Monday, July 28, 2008

cake wrecks

Please check out this blog that I found today, via this post on the Craftzine blog. It's called Cake Wrecks, and is absolutely hilarious. It features only professionally-made cakes, and just to give you a "taste," the labels include "Close-Your-Eyes," "Creative Grammar," and "Oh-So-Ugly." Here's one that falls under the "Creepy Cakes" category, and scarily enough, features my name...

Wednesday, July 23, 2008

photo links

I've posted a bunch of photos on Facebook, but would like to share them with others who are not [yet] on Facebook. I've noticed that other links I've posted like this have stopped working after a time, so if that happens, please let me know. They should be fine for a while though...

In chronological order:

Around Edinburgh
Scotland day trips
Wales (I plan to write a few blog entries about this part of the trip, since it was so special to see where my great-grandmother grew up, and to meet my distant cousins there! But for now, here are some of the photos. Aunt Sandi -- don't worry, I will send out a lot more!)

I plan to add one more album of some of my photos from London, and will add the link here once I do that.

A few days in London

Monday, July 14, 2008

welsh cakes

I'll admit that this is an odd first post to be writing after getting back from my trip. I have lots of stories and photos to share, but for now, I'm blogging about Welsh cakes.

My lovely Welsh relatives offered them to me often while I was in Wales, usually for tea. They're a little bit like scones, or American biscuits, but fried instead of baked. I liked them so much that I vowed that I would learn to make them when I got home. Lucky for me, they're really quite easy to make, and I already had a recipe in my handy Wycliffe International Cookbook.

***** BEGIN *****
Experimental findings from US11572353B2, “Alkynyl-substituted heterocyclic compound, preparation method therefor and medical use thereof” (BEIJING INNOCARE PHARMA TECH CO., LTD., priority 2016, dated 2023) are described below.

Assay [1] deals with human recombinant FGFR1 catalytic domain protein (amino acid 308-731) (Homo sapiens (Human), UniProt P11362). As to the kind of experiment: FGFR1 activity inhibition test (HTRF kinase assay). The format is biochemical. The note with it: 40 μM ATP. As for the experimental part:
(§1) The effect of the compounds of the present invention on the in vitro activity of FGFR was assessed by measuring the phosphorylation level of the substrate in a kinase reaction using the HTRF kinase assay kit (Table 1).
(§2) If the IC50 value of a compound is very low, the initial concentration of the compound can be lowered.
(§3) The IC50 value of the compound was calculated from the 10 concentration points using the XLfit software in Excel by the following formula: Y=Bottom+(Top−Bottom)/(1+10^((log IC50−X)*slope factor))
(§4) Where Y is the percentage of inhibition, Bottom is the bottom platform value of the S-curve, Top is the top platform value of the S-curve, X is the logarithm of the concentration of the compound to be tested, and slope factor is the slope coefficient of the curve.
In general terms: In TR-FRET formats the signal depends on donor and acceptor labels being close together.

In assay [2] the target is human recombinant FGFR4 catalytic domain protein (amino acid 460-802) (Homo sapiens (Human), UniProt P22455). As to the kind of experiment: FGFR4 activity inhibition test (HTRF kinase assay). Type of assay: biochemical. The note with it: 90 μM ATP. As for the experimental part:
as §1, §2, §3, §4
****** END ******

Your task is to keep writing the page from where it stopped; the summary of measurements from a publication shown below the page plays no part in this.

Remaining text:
The Welsh version.
My version.
Here's the Wycliffe recipe I used:

1 cup flour
1/4 cup sugar
1 teaspoon baking powder
1/8 teaspoon salt

Cut in:
1/4 cup shortening (I used butter)

1/4 cup raisins (I'm not usually a fan, but I like them in these cakes)
2-4 tablespoons milk, enough to hold batter together

I rolled them into about 1 inch balls, and then squished them flat. You should end up with something about 2 inches across and about 1/4-1/2 inch thick. Flour both sides, and then cook in a pan or on a griddle, over low heat. Cook them until they're golden brown on both sides. Sprinkle them with a little sugar, and they're ready to eat!